Still, the old Field-era logos were used on-air by accident on some occasions through the summer of 1983.Metromedia added several first-run syndicated programs that were not previously carried in the Chicago market—as the market had only two commercial independent stations at the time as WSNS-TV (channel 44, now a Telemundo owned-and-operated station) became a full-time affiliate of the ONTV subscription service the previous year—onto the station's schedule, particularly in prime time, like The Merv Griffin Show (which WFLD previously carried a few years prior, but subsequently moved to WSNS where it ran until that station became a full-time ONTV outlet).
Field Enterprises—owned by heirs of the Marshall Field's department store chain, and publishers of the Chicago Sun-Times and the Chicago Daily News—was the station's majority partner (with a 50% interest) and was responsible for managing WFLD's day-to-day operations; they were led by veteran broadcasting executive Sterling C. Channel 32 was christened the "Station of Tomorrow" by an April 1966 Sun-Times article because of its innovative technical developments in broadcasting its signal.
It also broadcast news programming from the Sun-Times/Daily News newsroom.
WFLD remained the top-rated independent station in Chicago throughout Metromedia's ownership of the station.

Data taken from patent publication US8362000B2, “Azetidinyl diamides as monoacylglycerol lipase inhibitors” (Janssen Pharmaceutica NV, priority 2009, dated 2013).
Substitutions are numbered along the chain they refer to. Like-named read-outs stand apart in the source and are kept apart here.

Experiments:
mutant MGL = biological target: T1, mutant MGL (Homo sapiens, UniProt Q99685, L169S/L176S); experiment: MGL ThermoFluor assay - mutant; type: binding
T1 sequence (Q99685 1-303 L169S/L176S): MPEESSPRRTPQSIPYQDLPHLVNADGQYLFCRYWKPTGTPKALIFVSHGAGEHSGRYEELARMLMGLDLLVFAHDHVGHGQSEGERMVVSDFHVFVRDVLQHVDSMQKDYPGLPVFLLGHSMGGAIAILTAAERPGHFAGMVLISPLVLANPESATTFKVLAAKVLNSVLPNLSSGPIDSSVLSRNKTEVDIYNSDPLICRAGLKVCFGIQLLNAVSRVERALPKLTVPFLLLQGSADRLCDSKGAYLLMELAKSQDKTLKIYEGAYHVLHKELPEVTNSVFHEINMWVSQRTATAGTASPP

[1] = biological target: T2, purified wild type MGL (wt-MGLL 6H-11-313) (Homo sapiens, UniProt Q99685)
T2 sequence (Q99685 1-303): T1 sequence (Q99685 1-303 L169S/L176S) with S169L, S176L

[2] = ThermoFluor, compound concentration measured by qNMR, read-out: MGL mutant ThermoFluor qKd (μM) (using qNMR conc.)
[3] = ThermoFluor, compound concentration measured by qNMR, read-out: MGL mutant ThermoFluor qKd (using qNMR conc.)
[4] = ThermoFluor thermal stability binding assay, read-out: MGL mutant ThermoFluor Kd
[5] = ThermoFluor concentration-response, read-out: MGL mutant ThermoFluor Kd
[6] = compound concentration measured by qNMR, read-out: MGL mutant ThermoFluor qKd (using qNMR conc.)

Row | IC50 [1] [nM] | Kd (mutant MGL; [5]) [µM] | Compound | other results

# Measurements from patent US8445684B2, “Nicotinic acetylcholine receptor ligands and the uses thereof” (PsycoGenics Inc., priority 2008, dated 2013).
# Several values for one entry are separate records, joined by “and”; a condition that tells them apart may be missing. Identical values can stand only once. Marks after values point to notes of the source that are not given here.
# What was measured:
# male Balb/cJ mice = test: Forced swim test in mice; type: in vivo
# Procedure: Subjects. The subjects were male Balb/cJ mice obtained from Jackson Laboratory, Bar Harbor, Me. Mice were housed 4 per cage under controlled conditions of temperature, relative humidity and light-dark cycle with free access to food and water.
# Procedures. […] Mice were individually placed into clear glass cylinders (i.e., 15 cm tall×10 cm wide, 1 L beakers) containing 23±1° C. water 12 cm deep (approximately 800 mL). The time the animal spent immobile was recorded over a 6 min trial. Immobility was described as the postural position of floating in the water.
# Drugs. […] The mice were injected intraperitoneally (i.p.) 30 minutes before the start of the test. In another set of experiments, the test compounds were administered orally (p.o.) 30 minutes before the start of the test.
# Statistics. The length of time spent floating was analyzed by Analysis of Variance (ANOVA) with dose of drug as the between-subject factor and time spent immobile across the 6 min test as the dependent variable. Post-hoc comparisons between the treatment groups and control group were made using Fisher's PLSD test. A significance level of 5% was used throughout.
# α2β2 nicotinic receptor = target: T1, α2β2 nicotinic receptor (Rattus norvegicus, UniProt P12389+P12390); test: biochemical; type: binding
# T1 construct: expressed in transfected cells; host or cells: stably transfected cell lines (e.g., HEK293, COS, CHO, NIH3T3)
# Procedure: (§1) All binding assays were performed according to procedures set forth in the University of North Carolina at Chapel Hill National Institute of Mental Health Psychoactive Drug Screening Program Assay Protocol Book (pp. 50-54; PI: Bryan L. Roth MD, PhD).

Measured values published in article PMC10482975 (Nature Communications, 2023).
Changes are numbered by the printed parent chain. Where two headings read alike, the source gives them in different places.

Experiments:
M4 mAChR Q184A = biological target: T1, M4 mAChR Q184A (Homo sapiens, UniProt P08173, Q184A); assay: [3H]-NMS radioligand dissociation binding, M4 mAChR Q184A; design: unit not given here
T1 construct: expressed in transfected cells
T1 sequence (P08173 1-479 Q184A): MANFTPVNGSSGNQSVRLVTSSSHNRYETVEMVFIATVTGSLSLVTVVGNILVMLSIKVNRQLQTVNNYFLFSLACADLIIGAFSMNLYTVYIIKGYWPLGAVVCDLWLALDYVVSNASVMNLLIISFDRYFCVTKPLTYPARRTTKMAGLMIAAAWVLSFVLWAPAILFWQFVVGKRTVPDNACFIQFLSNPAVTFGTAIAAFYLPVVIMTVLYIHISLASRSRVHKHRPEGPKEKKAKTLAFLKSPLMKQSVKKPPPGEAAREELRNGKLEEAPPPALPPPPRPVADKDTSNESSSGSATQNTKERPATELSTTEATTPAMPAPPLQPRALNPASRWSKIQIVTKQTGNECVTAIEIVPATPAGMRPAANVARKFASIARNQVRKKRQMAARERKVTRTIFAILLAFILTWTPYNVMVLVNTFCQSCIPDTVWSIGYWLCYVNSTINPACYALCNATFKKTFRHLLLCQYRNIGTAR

In May 1985, Metromedia reached an agreement to sell WFLD-TV and its five sister independent stations—WNEW-TV (now WNYW) in New York City, KTTV in Los Angeles, WTTG in Washington, D.
WFLD, virtual channel 32 (UHF digital channel 31), is a Fox owned-and-operated television station licensed to Chicago, Illinois, United States.
The station is owned by the Fox Television Stations division of 21st Century Fox, and operates as part of a television duopoly with Gary, Indiana-licensed primary CW affiliate and secondary My Network TV owned-and-operated station WPWR-TV (channel 50).
Metromedia was ripe to compete against WGN, based on the group's success in competing against WPIX in the New York City market.
In Chicago, Metromedia was given the right of first refusal to purchase WFLD.
There were two versions of the showcase: the original incarnation of the series began on the station on September 18, 1970, under the title Screaming Yellow Theatre, with local disc jockey Jerry G.